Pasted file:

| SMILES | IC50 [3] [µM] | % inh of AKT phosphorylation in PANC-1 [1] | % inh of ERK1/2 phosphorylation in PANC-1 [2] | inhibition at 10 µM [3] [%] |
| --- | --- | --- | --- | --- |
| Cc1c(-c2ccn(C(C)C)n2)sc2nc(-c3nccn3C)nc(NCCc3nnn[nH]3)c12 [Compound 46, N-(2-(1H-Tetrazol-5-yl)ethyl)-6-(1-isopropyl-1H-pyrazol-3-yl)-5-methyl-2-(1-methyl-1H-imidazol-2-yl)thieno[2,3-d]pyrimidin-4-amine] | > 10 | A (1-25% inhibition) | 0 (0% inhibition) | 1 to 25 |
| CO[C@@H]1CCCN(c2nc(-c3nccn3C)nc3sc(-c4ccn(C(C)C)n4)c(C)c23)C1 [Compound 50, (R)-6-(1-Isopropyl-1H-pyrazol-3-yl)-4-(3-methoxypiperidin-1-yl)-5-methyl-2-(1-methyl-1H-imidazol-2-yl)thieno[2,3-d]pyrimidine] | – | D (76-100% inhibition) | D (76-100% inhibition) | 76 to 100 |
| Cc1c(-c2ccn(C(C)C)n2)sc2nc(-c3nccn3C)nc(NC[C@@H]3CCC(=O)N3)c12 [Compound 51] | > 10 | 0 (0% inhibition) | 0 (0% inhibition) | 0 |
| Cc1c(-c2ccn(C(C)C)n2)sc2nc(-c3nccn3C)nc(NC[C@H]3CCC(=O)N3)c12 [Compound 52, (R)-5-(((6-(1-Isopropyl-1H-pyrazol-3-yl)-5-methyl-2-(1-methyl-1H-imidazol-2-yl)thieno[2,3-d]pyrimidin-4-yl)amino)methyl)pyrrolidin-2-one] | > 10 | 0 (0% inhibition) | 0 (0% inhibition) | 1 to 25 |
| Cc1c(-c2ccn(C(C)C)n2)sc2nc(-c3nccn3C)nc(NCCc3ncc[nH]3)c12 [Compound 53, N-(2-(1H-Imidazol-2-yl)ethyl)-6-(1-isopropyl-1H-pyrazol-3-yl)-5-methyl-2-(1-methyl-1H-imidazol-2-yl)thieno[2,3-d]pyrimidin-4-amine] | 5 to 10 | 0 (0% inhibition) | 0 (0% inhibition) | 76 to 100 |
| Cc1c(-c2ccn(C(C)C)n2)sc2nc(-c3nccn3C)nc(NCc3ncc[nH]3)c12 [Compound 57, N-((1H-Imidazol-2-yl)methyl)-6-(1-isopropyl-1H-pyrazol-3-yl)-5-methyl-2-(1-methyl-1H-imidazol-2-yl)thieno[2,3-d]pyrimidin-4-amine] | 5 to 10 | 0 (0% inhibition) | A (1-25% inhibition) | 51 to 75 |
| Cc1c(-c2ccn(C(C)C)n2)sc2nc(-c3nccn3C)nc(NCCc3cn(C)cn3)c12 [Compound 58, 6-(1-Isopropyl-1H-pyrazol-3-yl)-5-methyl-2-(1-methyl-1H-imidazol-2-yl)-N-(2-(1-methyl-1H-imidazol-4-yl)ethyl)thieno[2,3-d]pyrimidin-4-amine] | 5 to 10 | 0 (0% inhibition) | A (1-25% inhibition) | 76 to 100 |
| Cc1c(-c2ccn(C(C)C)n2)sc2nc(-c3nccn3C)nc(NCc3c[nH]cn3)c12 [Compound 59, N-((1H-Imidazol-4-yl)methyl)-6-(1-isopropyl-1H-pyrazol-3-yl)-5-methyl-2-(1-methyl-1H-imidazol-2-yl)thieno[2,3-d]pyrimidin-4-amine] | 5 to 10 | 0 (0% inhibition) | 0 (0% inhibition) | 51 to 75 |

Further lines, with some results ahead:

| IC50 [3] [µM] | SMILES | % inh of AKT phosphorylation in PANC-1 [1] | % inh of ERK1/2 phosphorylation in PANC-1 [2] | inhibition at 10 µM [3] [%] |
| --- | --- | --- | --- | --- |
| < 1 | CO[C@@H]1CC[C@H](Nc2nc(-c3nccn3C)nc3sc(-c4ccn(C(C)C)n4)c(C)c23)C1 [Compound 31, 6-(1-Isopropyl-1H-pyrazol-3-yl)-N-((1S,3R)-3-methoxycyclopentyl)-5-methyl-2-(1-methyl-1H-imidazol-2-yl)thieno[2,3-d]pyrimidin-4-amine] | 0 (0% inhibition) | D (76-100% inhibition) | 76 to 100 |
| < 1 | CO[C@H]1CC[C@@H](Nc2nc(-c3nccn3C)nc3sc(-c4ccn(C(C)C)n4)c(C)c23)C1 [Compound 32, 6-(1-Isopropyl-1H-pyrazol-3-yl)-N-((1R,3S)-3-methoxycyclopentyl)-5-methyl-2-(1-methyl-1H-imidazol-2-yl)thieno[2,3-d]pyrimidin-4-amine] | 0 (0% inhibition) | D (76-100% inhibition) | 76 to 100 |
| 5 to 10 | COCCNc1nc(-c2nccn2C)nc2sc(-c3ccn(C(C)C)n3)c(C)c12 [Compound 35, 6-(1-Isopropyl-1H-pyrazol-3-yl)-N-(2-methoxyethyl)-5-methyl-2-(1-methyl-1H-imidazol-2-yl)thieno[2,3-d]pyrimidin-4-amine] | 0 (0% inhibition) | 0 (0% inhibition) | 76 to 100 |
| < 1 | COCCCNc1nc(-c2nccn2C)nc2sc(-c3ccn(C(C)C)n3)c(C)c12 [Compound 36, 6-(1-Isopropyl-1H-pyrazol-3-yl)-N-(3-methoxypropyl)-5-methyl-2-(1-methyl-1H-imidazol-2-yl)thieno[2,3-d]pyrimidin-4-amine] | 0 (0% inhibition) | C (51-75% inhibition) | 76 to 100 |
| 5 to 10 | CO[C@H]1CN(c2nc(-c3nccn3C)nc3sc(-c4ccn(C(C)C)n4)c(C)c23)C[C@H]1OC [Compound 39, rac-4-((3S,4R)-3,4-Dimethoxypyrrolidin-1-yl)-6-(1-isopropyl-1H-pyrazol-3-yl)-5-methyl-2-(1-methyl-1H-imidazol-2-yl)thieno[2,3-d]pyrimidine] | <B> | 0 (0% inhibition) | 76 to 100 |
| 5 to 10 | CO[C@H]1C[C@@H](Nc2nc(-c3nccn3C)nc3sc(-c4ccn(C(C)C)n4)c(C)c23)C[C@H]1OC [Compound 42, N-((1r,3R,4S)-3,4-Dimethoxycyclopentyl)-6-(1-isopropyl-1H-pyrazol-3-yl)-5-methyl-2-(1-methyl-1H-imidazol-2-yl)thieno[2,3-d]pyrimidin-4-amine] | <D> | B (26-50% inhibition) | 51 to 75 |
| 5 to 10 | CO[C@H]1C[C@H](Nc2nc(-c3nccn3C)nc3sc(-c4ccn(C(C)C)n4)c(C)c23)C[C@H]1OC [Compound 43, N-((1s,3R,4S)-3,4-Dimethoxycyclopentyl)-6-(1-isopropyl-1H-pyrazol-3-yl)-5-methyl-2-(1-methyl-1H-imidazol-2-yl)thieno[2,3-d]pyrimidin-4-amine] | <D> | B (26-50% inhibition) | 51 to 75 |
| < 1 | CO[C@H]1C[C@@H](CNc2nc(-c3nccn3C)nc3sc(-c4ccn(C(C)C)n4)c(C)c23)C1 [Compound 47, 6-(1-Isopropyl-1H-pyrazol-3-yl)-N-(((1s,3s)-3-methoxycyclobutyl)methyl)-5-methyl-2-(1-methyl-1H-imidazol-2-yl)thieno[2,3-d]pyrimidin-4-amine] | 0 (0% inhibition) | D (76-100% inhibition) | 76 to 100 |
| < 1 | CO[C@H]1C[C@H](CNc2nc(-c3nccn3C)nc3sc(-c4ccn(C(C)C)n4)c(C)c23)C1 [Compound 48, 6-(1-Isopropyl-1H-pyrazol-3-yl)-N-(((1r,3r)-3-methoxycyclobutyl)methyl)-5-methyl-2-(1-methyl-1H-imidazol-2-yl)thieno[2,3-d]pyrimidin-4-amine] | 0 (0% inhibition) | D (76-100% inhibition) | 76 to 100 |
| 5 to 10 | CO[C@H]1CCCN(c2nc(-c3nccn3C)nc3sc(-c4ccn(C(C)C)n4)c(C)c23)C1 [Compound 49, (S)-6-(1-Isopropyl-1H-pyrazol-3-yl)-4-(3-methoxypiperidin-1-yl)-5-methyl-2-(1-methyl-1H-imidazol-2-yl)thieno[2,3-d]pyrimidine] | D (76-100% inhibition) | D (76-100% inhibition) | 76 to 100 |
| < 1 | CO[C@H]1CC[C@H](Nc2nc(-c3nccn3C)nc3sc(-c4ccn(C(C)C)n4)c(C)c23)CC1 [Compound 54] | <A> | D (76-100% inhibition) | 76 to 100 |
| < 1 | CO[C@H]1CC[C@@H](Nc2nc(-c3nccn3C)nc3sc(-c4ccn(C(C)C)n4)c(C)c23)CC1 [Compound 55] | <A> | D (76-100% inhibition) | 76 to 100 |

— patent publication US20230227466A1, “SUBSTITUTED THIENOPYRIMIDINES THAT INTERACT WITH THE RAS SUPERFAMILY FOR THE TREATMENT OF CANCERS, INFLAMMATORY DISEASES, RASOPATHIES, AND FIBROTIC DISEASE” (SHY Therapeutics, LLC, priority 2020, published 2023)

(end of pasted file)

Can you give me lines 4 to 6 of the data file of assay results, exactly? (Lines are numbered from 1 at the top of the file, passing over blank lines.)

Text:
| CO[C@@H]1CCCN(c2nc(-c3nccn3C)nc3sc(-c4ccn(C(C)C)n4)c(C)c23)C1 [Compound 50, (R)-6-(1-Isopropyl-1H-pyrazol-3-yl)-4-(3-methoxypiperidin-1-yl)-5-methyl-2-(1-methyl-1H-imidazol-2-yl)thieno[2,3-d]pyrimidine] | – | D (76-100% inhibition) | D (76-100% inhibition) | 76 to 100 |
| Cc1c(-c2ccn(C(C)C)n2)sc2nc(-c3nccn3C)nc(NC[C@@H]3CCC(=O)N3)c12 [Compound 51] | > 10 | 0 (0% inhibition) | 0 (0% inhibition) | 0 |
| Cc1c(-c2ccn(C(C)C)n2)sc2nc(-c3nccn3C)nc(NC[C@H]3CCC(=O)N3)c12 [Compound 52, (R)-5-(((6-(1-Isopropyl-1H-pyrazol-3-yl)-5-methyl-2-(1-methyl-1H-imidazol-2-yl)thieno[2,3-d]pyrimidin-4-yl)amino)methyl)pyrrolidin-2-one] | > 10 | 0 (0% inhibition) | 0 (0% inhibition) | 1 to 25 |